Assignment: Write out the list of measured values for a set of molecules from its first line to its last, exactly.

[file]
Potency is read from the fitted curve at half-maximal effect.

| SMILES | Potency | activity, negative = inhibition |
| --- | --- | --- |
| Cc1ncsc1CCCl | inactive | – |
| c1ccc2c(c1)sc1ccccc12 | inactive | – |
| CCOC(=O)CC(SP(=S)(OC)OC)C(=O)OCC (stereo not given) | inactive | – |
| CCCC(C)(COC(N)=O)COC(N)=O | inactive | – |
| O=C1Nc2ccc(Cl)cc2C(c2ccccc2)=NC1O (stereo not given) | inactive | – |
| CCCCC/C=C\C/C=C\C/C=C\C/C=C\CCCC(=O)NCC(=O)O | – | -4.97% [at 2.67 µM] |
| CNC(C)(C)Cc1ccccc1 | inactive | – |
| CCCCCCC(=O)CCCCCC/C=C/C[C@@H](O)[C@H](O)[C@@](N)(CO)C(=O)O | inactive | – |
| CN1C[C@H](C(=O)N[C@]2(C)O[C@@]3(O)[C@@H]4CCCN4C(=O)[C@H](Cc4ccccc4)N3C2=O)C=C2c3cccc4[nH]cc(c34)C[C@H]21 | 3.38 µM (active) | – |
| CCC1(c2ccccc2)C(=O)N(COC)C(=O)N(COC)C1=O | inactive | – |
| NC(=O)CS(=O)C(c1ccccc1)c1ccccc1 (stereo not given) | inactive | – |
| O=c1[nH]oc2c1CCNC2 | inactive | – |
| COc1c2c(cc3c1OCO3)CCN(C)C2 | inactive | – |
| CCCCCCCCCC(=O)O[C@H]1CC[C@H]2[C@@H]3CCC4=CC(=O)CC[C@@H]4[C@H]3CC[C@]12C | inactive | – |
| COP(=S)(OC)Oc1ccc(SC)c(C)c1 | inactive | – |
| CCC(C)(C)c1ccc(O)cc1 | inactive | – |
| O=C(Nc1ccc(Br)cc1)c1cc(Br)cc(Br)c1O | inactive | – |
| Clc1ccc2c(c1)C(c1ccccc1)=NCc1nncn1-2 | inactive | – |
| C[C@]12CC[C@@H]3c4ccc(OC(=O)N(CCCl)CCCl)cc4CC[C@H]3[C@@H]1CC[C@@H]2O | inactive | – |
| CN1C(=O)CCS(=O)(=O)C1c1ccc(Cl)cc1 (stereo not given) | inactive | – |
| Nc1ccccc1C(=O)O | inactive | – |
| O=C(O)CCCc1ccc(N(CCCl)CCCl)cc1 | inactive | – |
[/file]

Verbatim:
Potency is read from the fitted curve at half-maximal effect.

| SMILES | Potency | activity, negative = inhibition |
| --- | --- | --- |
| Cc1ncsc1CCCl | inactive | – |
| c1ccc2c(c1)sc1ccccc12 | inactive | – |
| CCOC(=O)CC(SP(=S)(OC)OC)C(=O)OCC (stereo not given) | inactive | – |
| CCCC(C)(COC(N)=O)COC(N)=O | inactive | – |
| O=C1Nc2ccc(Cl)cc2C(c2ccccc2)=NC1O (stereo not given) | inactive | – |
| CCCCC/C=C\C/C=C\C/C=C\C/C=C\CCCC(=O)NCC(=O)O | – | -4.97% [at 2.67 µM] |
| CNC(C)(C)Cc1ccccc1 | inactive | – |
| CCCCCCC(=O)CCCCCC/C=C/C[C@@H](O)[C@H](O)[C@@](N)(CO)C(=O)O | inactive | – |
| CN1C[C@H](C(=O)N[C@]2(C)O[C@@]3(O)[C@@H]4CCCN4C(=O)[C@H](Cc4ccccc4)N3C2=O)C=C2c3cccc4[nH]cc(c34)C[C@H]21 | 3.38 µM (active) | – |
| CCC1(c2ccccc2)C(=O)N(COC)C(=O)N(COC)C1=O | inactive | – |
| NC(=O)CS(=O)C(c1ccccc1)c1ccccc1 (stereo not given) | inactive | – |
| O=c1[nH]oc2c1CCNC2 | inactive | – |
| COc1c2c(cc3c1OCO3)CCN(C)C2 | inactive | – |
| CCCCCCCCCC(=O)O[C@H]1CC[C@H]2[C@@H]3CCC4=CC(=O)CC[C@@H]4[C@H]3CC[C@]12C | inactive | – |
| COP(=S)(OC)Oc1ccc(SC)c(C)c1 | inactive | – |
| CCC(C)(C)c1ccc(O)cc1 | inactive | – |
| O=C(Nc1ccc(Br)cc1)c1cc(Br)cc(Br)c1O | inactive | – |
| Clc1ccc2c(c1)C(c1ccccc1)=NCc1nncn1-2 | inactive | – |
| C[C@]12CC[C@@H]3c4ccc(OC(=O)N(CCCl)CCCl)cc4CC[C@H]3[C@@H]1CC[C@@H]2O | inactive | – |
| CN1C(=O)CCS(=O)(=O)C1c1ccc(Cl)cc1 (stereo not given) | inactive | – |
| Nc1ccccc1C(=O)O | inactive | – |
| O=C(O)CCCc1ccc(N(CCCl)CCCl)cc1 | inactive | – |